Although significant progresses were made, there are still several research topics to be investigated. Existing researches on service selection mainly focus on how to select and composite the best services to meet the needs of users, and few take into account the market positioning and interest needs of the service providers. In cloud manufacturing service platform, users are more used to evaluating indicators in language; the quantization of semantic evaluation is topic in selection and composite process. Based on QoS, this paper studies the service selection problem from these two aspects.

3. Theoretical Background

3.1. The Cloud Model

The cloud model was proposed by Li et al. [8, 9], which was a cognition model of reciprocal conversion between quantitative representation formed and qualitative conception by a specific structure algorithm. Based on the interaction between probability theory and fuzzy theory, the cloud model can reflect the uncertainty of the concept in natural language as well as the linkage between randomness and fuzziness. Because of less information loss for mutual mapping between qualitative concept and quantitative data [33], the cloud model has been successfully applied in many fields, such as wireless sensor networks [34], image segmentation [35], and decision[36].

Definition 1. Let Z be a universe set described by precise numerical data and be a qualitative concept related to Z. If is a random instantiation of concept , which satisfies , , and the certainty degree of x belonging to concept satisfiesThen the distribution of x in the universe Z is called normal cloud, and x is a cloud drop.

Definition 2. The characteristics of a cloud y can be represented by the digital features : expectation , entropy , and superentropy . Here, is the center value of the qualitative concept domain, which is the best way to describe the fuzzy information. measures the randomness and fuzziness of the qualitative concept. reflects the uncertainty of the membership function and the dispersion degree of the cloud drops. The digital features are shown in Figure 1.

3.2. The Extension Theory

In 1983, Cai et al. proposed the extension theory to solve contradictions and incompatibility problems [11]. After years of unremitting research, a series of breakthroughs have been made in the extension theory, method research, and practical application, which has been widely applied to evaluation and selection, data mining, control decision, and other fields.

The hard core of extension theory includes two theoretical pillars: the matter element theory and the theory of extension set. The former is the basic tool to describe the variability of things, which not only take things, features, and values as a unified body to consider the relationship between quality and quantity but also change with the three elements and the internal structure. The latter is the quantitative tool of extension theory to represent the dependent degree of two matter elements through designed correlation function.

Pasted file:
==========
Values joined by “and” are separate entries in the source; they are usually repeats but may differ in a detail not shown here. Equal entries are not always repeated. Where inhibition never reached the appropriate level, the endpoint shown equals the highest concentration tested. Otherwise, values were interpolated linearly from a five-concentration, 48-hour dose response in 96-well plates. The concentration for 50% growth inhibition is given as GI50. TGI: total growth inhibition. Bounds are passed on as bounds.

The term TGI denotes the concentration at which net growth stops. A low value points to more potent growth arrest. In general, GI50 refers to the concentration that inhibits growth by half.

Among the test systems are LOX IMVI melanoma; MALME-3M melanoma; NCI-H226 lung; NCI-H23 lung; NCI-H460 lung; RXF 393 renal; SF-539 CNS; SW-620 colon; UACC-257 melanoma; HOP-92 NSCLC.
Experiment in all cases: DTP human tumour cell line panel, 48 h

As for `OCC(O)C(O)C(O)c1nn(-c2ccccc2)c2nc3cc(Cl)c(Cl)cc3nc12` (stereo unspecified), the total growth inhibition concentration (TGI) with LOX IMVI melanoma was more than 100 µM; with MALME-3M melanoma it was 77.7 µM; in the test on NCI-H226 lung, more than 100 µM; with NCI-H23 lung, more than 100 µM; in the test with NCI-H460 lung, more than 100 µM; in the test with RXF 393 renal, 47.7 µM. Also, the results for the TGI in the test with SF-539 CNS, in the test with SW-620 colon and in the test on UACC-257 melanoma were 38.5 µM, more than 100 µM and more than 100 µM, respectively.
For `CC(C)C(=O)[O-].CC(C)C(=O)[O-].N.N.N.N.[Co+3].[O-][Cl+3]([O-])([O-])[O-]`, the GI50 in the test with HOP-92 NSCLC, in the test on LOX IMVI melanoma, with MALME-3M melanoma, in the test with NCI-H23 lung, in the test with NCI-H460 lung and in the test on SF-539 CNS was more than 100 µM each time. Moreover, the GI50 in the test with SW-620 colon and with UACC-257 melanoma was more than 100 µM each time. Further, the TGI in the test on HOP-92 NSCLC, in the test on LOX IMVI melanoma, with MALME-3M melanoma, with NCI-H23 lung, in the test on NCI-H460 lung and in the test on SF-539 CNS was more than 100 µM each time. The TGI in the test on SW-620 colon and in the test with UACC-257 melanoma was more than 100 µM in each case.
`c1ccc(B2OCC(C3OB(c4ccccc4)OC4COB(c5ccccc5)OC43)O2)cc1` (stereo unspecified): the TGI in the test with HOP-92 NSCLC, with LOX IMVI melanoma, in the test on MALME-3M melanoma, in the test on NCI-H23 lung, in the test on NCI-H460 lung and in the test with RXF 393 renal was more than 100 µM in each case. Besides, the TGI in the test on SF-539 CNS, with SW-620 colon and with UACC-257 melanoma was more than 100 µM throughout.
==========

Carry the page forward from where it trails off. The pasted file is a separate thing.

3.2.1. The Matter-Element Theory

Definition 3. Defining the name of a matter as N, one of the characteristics for this matter is c and the value of c is v. In extension theory, the matter element can be formally described asWhere N, c, and v are called fundamental elements of the matter element.

Definition 4. Assuming that the value of c has a range or a classical domain, the classical domain of the matter element is defined as where is the lower bound in classical domain and is the upper one.

Definition 5. If the is a multidimensional matter element, and , then a multidimensional matter is defined aswhere =(N, , ) is defined as the submatter element of R, i=1,2,…,n.

3.2.2. Extension Set Theory

Definition 6. If we let U be a universe of discourse, an extension set B on U is defined as a set of ordered pairs described aswhere is the membership function for extension set B.
The each element of U is mapped to a membership grade between and through . The higher the membership grade, the more the element belongs to B. According to the special situation, accords with a normal fuzzy set, is an extension domain which means that the element x tends not to belong to B, and implies that the element x has departed from B.

4. The Bi-Level Programming Model of Cloud Manufacturing Services

4.1. A Bi-Level Programming Research Model

Let D represent the set of demanders with the same or similar requirements, . The is the demander in D, where j= 1,2,…,m. is the set of services with same or similar functions. The is the service in S, where i is in (1,2,…,n). The wants to select one manufacturing service to complete his manufacturing task, which must meet his requirements. is the set of assessment indexes that demanders select services. The is the index, where k=1,2,…,f, and c1,c2,…, are independent. is the set of indexes that providers of services evaluate demanders and tasks. The is the index where t=1,2,…,g, and a1,a2,…, are, respectively, independent too.

The requirements of two sides are called constraints. The constraints that have to be satisfied are called hard constraints, and the rest are called soft constraints. The soft constraints include three types:(1)Benefit constraints: bigger values in these constraints are better, such as quality of service and reliability.(2)Cost-based constraints: the values are as small as possible in this type, for instance, the cost.(3)Interval constraints: the indexes change within a range, manufacturing period, for example.